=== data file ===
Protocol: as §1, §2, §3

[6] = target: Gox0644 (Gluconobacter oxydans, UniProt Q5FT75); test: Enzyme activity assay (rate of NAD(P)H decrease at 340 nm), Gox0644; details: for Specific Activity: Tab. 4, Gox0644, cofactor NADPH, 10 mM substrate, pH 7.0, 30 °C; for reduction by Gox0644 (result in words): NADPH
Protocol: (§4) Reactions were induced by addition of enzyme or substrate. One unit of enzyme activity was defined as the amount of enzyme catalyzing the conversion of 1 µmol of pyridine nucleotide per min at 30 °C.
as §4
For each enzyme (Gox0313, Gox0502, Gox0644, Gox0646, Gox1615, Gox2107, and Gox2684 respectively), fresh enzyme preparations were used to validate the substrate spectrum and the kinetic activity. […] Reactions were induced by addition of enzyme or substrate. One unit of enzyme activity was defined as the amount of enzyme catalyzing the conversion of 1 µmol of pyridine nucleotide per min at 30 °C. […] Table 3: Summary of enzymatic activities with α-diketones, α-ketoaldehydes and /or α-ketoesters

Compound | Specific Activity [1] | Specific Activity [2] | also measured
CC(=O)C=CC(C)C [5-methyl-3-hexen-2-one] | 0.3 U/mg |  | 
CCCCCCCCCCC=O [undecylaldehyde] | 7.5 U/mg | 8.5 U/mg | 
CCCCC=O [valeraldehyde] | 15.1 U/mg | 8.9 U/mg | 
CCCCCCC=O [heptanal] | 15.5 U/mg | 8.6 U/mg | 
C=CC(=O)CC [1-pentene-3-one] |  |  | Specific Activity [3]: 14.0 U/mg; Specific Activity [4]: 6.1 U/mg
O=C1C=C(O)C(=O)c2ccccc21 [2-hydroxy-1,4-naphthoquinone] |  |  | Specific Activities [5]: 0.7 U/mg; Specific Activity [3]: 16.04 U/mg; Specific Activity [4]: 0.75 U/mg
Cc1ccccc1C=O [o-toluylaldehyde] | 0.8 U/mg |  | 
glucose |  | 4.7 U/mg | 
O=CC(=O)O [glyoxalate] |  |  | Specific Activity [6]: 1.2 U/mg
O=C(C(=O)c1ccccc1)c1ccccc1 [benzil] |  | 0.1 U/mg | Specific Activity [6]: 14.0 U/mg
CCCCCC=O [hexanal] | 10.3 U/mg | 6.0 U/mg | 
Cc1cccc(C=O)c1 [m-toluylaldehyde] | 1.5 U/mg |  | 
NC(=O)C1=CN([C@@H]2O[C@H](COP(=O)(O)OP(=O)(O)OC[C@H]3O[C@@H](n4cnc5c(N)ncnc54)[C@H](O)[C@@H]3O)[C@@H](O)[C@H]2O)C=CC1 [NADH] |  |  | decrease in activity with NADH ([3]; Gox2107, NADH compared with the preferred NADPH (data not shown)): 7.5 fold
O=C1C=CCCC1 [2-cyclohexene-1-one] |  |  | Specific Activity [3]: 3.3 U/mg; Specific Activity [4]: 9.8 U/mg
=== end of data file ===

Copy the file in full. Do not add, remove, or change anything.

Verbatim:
Protocol: as §1, §2, §3

[6] = target: Gox0644 (Gluconobacter oxydans, UniProt Q5FT75); test: Enzyme activity assay (rate of NAD(P)H decrease at 340 nm), Gox0644; details: for Specific Activity: Tab. 4, Gox0644, cofactor NADPH, 10 mM substrate, pH 7.0, 30 °C; for reduction by Gox0644 (result in words): NADPH
Protocol: (§4) Reactions were induced by addition of enzyme or substrate. One unit of enzyme activity was defined as the amount of enzyme catalyzing the conversion of 1 µmol of pyridine nucleotide per min at 30 °C.
as §4
For each enzyme (Gox0313, Gox0502, Gox0644, Gox0646, Gox1615, Gox2107, and Gox2684 respectively), fresh enzyme preparations were used to validate the substrate spectrum and the kinetic activity. […] Reactions were induced by addition of enzyme or substrate. One unit of enzyme activity was defined as the amount of enzyme catalyzing the conversion of 1 µmol of pyridine nucleotide per min at 30 °C. […] Table 3: Summary of enzymatic activities with α-diketones, α-ketoaldehydes and /or α-ketoesters

Compound | Specific Activity [1] | Specific Activity [2] | also measured
CC(=O)C=CC(C)C [5-methyl-3-hexen-2-one] | 0.3 U/mg |  | 
CCCCCCCCCCC=O [undecylaldehyde] | 7.5 U/mg | 8.5 U/mg | 
CCCCC=O [valeraldehyde] | 15.1 U/mg | 8.9 U/mg | 
CCCCCCC=O [heptanal] | 15.5 U/mg | 8.6 U/mg | 
C=CC(=O)CC [1-pentene-3-one] |  |  | Specific Activity [3]: 14.0 U/mg; Specific Activity [4]: 6.1 U/mg
O=C1C=C(O)C(=O)c2ccccc21 [2-hydroxy-1,4-naphthoquinone] |  |  | Specific Activities [5]: 0.7 U/mg; Specific Activity [3]: 16.04 U/mg; Specific Activity [4]: 0.75 U/mg
Cc1ccccc1C=O [o-toluylaldehyde] | 0.8 U/mg |  | 
glucose |  | 4.7 U/mg | 
O=CC(=O)O [glyoxalate] |  |  | Specific Activity [6]: 1.2 U/mg
O=C(C(=O)c1ccccc1)c1ccccc1 [benzil] |  | 0.1 U/mg | Specific Activity [6]: 14.0 U/mg
CCCCCC=O [hexanal] | 10.3 U/mg | 6.0 U/mg | 
Cc1cccc(C=O)c1 [m-toluylaldehyde] | 1.5 U/mg |  | 
NC(=O)C1=CN([C@@H]2O[C@H](COP(=O)(O)OP(=O)(O)OC[C@H]3O[C@@H](n4cnc5c(N)ncnc54)[C@H](O)[C@@H]3O)[C@@H](O)[C@H]2O)C=CC1 [NADH] |  |  | decrease in activity with NADH ([3]; Gox2107, NADH compared with the preferred NADPH (data not shown)): 7.5 fold
O=C1C=CCCC1 [2-cyclohexene-1-one] |  |  | Specific Activity [3]: 3.3 U/mg; Specific Activity [4]: 9.8 U/mg